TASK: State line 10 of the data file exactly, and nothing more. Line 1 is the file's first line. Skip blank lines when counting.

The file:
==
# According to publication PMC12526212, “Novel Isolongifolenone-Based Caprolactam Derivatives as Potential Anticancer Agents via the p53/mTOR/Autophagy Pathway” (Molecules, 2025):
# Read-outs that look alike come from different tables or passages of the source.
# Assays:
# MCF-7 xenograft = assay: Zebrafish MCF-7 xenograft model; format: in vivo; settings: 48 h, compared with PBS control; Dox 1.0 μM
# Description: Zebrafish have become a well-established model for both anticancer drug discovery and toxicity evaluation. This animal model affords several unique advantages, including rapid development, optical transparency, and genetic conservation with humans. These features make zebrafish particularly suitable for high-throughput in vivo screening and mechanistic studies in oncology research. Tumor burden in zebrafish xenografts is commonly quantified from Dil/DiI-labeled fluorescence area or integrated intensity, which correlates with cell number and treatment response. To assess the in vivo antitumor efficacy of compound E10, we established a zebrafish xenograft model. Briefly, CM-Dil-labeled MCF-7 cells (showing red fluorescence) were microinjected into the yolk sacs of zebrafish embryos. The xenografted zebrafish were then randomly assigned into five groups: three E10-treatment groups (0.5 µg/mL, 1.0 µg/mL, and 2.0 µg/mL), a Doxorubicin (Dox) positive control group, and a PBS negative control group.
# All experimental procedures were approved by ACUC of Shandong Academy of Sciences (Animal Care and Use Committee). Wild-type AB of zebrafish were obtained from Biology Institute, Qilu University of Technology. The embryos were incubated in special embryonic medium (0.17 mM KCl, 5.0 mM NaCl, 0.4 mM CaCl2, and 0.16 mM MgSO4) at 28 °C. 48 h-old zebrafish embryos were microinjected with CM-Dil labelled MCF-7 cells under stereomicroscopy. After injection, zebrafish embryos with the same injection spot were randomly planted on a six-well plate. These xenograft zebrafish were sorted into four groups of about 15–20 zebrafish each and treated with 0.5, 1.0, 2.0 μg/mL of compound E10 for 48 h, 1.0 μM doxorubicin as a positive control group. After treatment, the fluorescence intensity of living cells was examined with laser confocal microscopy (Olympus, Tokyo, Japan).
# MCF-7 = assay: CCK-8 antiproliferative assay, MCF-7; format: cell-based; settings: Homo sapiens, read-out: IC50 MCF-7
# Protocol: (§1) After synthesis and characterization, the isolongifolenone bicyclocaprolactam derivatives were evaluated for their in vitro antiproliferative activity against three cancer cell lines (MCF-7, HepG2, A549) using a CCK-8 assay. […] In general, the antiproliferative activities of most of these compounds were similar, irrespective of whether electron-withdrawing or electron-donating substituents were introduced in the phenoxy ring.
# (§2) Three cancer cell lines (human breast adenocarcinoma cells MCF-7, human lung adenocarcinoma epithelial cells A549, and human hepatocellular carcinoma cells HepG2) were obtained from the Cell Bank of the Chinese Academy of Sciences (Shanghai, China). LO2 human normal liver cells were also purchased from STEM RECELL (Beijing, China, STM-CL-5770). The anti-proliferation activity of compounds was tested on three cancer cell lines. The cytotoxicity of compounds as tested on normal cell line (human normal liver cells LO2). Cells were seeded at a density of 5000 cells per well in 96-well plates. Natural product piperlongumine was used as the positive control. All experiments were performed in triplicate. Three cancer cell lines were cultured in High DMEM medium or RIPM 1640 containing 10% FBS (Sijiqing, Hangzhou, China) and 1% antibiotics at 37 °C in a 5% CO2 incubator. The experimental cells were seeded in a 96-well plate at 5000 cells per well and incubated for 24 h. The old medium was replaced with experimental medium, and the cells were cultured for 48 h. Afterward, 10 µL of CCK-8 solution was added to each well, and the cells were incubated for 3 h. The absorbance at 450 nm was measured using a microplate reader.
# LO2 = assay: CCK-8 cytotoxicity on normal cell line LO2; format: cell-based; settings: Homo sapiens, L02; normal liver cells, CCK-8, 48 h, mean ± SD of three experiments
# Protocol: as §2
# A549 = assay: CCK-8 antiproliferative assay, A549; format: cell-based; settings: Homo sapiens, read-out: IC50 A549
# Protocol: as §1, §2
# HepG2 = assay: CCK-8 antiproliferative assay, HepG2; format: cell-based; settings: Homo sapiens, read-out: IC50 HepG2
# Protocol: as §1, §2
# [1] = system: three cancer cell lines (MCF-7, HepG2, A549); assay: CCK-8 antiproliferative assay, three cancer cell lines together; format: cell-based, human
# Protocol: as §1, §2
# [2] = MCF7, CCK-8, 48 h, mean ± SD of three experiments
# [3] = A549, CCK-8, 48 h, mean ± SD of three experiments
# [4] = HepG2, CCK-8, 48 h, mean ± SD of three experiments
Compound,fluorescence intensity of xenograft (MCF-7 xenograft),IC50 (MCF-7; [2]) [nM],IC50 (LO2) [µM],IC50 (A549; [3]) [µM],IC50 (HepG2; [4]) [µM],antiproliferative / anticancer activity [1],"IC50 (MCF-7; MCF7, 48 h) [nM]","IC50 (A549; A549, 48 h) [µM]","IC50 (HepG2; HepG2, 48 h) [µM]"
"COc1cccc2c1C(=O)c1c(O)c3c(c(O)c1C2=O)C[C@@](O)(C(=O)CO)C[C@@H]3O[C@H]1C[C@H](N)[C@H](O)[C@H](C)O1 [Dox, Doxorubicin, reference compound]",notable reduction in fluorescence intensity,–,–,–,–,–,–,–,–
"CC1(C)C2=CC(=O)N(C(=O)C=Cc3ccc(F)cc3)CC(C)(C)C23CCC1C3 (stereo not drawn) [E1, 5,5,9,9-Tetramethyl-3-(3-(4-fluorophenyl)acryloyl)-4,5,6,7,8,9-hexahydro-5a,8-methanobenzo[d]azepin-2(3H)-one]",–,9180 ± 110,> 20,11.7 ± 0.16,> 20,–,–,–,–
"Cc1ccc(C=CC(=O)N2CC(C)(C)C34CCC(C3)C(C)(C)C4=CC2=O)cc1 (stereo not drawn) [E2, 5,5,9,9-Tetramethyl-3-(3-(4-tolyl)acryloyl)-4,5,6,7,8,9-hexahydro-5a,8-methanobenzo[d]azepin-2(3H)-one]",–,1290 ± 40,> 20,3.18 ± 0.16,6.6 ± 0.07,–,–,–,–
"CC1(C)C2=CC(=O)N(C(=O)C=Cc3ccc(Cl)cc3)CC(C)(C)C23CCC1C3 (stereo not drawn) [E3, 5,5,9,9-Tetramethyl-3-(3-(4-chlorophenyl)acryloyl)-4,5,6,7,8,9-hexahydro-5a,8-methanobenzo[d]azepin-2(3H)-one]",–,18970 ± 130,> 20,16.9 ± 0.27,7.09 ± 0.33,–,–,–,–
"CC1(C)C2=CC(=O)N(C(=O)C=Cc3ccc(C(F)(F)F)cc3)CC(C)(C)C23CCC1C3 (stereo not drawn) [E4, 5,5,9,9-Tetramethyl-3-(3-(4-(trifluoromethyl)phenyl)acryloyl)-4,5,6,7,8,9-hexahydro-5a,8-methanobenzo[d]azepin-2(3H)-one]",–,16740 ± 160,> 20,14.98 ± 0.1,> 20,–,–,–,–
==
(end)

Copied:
# LO2 = assay: CCK-8 cytotoxicity on normal cell line LO2; format: cell-based; settings: Homo sapiens, L02; normal liver cells, CCK-8, 48 h, mean ± SD of three experiments